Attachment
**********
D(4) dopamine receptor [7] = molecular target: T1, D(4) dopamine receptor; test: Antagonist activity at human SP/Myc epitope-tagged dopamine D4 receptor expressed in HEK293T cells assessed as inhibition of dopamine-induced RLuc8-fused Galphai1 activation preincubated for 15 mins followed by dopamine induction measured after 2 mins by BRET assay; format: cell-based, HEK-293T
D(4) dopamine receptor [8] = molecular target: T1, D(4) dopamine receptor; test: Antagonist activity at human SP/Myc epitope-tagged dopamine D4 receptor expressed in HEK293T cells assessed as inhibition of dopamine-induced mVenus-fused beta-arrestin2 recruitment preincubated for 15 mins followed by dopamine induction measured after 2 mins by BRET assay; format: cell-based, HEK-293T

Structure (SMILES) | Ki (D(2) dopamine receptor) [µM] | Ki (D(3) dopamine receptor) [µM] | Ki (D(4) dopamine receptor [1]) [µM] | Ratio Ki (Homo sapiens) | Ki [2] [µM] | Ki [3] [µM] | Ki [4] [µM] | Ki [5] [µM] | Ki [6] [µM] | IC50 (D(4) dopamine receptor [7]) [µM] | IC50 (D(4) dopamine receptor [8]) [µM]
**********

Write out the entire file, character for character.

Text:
D(4) dopamine receptor [7] = molecular target: T1, D(4) dopamine receptor; test: Antagonist activity at human SP/Myc epitope-tagged dopamine D4 receptor expressed in HEK293T cells assessed as inhibition of dopamine-induced RLuc8-fused Galphai1 activation preincubated for 15 mins followed by dopamine induction measured after 2 mins by BRET assay; format: cell-based, HEK-293T
D(4) dopamine receptor [8] = molecular target: T1, D(4) dopamine receptor; test: Antagonist activity at human SP/Myc epitope-tagged dopamine D4 receptor expressed in HEK293T cells assessed as inhibition of dopamine-induced mVenus-fused beta-arrestin2 recruitment preincubated for 15 mins followed by dopamine induction measured after 2 mins by BRET assay; format: cell-based, HEK-293T

Structure (SMILES) | Ki (D(2) dopamine receptor) [µM] | Ki (D(3) dopamine receptor) [µM] | Ki (D(4) dopamine receptor [1]) [µM] | Ratio Ki (Homo sapiens) | Ki [2] [µM] | Ki [3] [µM] | Ki [4] [µM] | Ki [5] [µM] | Ki [6] [µM] | IC50 (D(4) dopamine receptor [7]) [µM] | IC50 (D(4) dopamine receptor [8]) [µM]